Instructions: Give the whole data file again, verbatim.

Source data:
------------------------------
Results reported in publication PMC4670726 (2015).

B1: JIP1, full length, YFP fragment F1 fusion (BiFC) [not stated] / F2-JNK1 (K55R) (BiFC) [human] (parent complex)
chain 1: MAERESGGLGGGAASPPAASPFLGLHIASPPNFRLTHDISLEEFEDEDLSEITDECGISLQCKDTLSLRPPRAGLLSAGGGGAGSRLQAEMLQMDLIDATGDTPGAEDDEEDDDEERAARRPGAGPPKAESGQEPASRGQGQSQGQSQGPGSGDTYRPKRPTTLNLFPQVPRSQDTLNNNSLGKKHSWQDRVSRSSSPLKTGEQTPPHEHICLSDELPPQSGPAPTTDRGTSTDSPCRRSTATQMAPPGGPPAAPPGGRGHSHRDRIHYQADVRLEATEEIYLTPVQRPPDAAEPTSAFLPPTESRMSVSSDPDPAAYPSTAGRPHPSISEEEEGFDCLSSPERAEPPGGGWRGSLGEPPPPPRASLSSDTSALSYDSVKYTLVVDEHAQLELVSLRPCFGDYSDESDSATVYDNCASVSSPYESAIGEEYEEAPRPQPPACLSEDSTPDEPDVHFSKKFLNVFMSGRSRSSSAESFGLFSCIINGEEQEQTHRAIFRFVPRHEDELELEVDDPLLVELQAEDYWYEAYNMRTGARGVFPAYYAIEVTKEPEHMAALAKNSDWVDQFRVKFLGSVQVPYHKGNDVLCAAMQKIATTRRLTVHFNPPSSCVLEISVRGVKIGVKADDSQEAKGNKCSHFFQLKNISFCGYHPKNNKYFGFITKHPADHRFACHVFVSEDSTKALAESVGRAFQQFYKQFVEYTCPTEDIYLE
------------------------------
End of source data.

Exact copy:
Results reported in publication PMC4670726 (2015).

B1: JIP1, full length, YFP fragment F1 fusion (BiFC) [not stated] / F2-JNK1 (K55R) (BiFC) [human] (parent complex)
chain 1: MAERESGGLGGGAASPPAASPFLGLHIASPPNFRLTHDISLEEFEDEDLSEITDECGISLQCKDTLSLRPPRAGLLSAGGGGAGSRLQAEMLQMDLIDATGDTPGAEDDEEDDDEERAARRPGAGPPKAESGQEPASRGQGQSQGQSQGPGSGDTYRPKRPTTLNLFPQVPRSQDTLNNNSLGKKHSWQDRVSRSSSPLKTGEQTPPHEHICLSDELPPQSGPAPTTDRGTSTDSPCRRSTATQMAPPGGPPAAPPGGRGHSHRDRIHYQADVRLEATEEIYLTPVQRPPDAAEPTSAFLPPTESRMSVSSDPDPAAYPSTAGRPHPSISEEEEGFDCLSSPERAEPPGGGWRGSLGEPPPPPRASLSSDTSALSYDSVKYTLVVDEHAQLELVSLRPCFGDYSDESDSATVYDNCASVSSPYESAIGEEYEEAPRPQPPACLSEDSTPDEPDVHFSKKFLNVFMSGRSRSSSAESFGLFSCIINGEEQEQTHRAIFRFVPRHEDELELEVDDPLLVELQAEDYWYEAYNMRTGARGVFPAYYAIEVTKEPEHMAALAKNSDWVDQFRVKFLGSVQVPYHKGNDVLCAAMQKIATTRRLTVHFNPPSSCVLEISVRGVKIGVKADDSQEAKGNKCSHFFQLKNISFCGYHPKNNKYFGFITKHPADHRFACHVFVSEDSTKALAESVGRAFQQFYKQFVEYTCPTEDIYLE